The Color Dictionary Darwin Used to Describe the Natural World, Pre-Pantone
Today, naturalists who want to capture the precise color of a certain specimen can rely on color photography, safe in the knowledge that the hues can be preserved for exact recreation or reference. But in centuries past, naturalists and others working out in the field would consult a color dictionary—a sort of pre-Pantone reference guide—to accurately describe a specimen they were sketching. That way, even if the color of the drawing might fade, the shade from the shared nomenclature of colors would remain as a guide for illustrators recreating the image back home.
One of the most famous and widely used color guides was Patrick Syme’s Werner’s Nomenclature of Colors, first published in 1814 and recently reissued by Smithsonian Books. Abraham Gottlob Werner was a German geologist who, toward the end of his long and distinguished career, threw himself into creating a new color dictionary with which to describe the cornucopia of hues found in rocks and minerals. Scottish botanical artist Patrick Syme was entranced by Werner’s work, which had been published at the end of the 18th century, and felt he could improve it further by adding painted color swatches—Werner used only written descriptions—and examples from flora and fauna alongside the mineral comparisons.
Not all colors received an example from each kingdom in Syme's work, but many did. For example, brownish orange was noted as existing in “the eyes of the largest flesh-fly,” the “style of the orange lily,” or in “dark Brazillian topaz.” Blueish green was recorded as existing in “egg of thrush,” “under disk of wild rose leaves,” and the mineral beryl. Ash gray was to be seen in the “breast of long-tailed Hen Titmouse,” “Fresh Wood ashes,” and “Flint." Syme ultimately created a reference work of 110 named colors, providing a whole new language with which to portray nature.
It was Werner’s Nomenclature of Colors that Charles Darwin took on his round-the-world voyage on the HMS Beagle from 1831–36. During the trip, Darwin spent a great deal of time collecting and recording natural history specimens, many of which would be dried and pressed or pickled in vinegar for preservation—processes that often caused the true colors to fade. Darwin consulted Werner’s Nomenclature frequently, confiding in fish expert Leonard Jenyns that “a comparison was always made with the book in hand, previous to the exact color in any case being noted.” Darwin’s written descriptions of the animals and plants he encountered are littered with color terms from the book, as when he describes the shades pulsating across the body of a cuttlefish as "varying in tint between a hyacinth red and a chestnut brown.”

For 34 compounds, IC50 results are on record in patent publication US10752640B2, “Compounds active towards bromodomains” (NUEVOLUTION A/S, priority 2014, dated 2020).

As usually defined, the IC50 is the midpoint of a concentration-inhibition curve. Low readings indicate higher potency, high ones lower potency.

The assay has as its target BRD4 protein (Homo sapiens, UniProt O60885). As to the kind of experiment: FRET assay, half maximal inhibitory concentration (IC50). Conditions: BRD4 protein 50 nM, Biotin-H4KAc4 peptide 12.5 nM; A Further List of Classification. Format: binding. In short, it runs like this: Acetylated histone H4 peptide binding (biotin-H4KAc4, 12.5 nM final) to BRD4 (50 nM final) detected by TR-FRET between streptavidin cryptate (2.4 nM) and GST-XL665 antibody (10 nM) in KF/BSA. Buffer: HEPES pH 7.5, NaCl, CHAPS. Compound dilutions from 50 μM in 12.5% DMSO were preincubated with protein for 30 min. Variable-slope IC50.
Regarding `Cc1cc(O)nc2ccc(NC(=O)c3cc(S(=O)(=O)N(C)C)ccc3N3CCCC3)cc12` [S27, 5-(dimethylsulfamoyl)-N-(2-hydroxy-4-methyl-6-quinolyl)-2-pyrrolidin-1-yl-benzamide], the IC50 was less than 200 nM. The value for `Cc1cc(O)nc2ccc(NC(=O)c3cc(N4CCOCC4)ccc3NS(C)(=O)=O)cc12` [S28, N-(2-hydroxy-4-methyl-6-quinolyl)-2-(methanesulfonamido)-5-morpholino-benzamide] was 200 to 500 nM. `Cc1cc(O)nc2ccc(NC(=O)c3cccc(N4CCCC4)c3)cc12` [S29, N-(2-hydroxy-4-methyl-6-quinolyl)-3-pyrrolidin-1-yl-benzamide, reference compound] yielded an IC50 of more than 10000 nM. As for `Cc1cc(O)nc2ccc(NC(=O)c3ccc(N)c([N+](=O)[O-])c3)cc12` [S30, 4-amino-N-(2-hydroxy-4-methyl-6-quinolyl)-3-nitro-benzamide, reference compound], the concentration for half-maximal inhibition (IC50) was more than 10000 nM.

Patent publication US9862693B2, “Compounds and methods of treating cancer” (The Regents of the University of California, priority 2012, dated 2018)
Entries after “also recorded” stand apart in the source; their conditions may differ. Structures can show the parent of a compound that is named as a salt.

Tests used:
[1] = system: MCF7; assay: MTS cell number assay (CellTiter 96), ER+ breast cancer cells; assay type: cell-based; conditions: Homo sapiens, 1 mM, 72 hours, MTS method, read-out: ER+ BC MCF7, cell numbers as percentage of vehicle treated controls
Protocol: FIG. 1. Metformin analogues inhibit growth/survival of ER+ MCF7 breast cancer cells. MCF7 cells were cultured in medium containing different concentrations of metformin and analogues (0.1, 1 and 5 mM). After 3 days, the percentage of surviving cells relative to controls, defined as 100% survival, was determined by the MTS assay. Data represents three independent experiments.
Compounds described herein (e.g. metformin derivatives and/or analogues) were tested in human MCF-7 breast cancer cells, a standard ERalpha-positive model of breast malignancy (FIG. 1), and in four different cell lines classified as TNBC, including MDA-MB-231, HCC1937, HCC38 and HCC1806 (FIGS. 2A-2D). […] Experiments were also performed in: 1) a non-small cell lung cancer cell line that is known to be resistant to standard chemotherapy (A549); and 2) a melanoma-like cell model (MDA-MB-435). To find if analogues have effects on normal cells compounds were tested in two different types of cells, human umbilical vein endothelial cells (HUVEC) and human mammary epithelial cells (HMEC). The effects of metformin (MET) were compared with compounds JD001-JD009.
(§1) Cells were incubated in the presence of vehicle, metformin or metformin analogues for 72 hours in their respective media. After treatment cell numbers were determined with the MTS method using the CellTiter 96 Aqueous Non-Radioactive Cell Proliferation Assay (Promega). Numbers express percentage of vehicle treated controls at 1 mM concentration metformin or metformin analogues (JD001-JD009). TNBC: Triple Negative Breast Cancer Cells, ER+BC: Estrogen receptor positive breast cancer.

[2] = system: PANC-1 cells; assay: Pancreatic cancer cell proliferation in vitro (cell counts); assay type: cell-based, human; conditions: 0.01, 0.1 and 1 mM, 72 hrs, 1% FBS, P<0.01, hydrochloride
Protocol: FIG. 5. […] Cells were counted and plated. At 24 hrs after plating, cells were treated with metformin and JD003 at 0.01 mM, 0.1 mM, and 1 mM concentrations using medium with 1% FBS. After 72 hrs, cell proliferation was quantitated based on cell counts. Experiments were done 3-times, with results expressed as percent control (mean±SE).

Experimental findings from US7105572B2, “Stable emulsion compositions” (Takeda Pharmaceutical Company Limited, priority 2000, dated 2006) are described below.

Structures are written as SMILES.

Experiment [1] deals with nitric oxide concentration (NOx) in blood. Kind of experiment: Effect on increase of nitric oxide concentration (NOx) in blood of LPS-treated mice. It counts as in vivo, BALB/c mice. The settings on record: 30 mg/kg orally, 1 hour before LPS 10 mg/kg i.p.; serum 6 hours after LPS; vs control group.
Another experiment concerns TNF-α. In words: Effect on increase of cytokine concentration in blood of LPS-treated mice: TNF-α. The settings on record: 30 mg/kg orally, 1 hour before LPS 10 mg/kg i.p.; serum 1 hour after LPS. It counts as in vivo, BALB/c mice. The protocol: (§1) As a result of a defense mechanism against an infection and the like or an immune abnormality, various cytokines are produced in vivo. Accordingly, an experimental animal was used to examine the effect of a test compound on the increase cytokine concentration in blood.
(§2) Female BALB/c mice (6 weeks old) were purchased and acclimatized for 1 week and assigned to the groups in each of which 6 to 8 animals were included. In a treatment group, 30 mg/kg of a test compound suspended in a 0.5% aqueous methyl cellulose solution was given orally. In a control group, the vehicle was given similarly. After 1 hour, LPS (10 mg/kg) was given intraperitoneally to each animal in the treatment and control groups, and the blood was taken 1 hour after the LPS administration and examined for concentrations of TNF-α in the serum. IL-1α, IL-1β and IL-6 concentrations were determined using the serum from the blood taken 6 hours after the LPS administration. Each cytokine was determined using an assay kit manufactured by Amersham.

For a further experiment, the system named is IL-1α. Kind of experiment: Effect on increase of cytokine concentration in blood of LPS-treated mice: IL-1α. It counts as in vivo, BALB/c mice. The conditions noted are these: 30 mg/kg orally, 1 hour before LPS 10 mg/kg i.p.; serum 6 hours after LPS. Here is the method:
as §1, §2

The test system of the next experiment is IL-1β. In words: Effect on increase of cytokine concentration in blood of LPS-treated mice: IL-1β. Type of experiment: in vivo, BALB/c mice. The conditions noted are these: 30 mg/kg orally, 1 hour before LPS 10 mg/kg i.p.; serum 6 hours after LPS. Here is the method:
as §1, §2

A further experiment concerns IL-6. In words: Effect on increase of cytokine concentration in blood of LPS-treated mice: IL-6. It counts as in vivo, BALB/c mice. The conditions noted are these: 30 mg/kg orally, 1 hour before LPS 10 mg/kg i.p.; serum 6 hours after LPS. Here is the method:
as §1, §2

It was not only the specimens that Darwin described using the color dictionary, but also the ever-changing hues of the sea. On March 28, 1832 he wrote, “During this day the colour of sea varied, being sometimes black ‘Indigo blue’, in evening very green.” Numerous other naturalists, such as Arctic explorer Sir William Edward Parry, botanist Sir William Hooker, and explorer and naturalist Sir John Richardson, also used Werner’s Nomenclature to standardize their description of color, with the evocative names like Orpiment Orange, Verditer Blue, and Gallstone Yellow adding a certain poetry to an otherwise functional description.
The reissue from Smithsonian Books recreates Syme's work in CMYK printing, bringing new vibrancy to the original and sometimes-faded shades. The book provides modern readers with an exploration of color through the eyes of 19th-century naturalists, whose perception of each hue would have been informed by the natural world around them. The lyrical descriptions offer a now-almost-forgotten language for color—less useful, perhaps, than a Pantone number, but a little more evocative.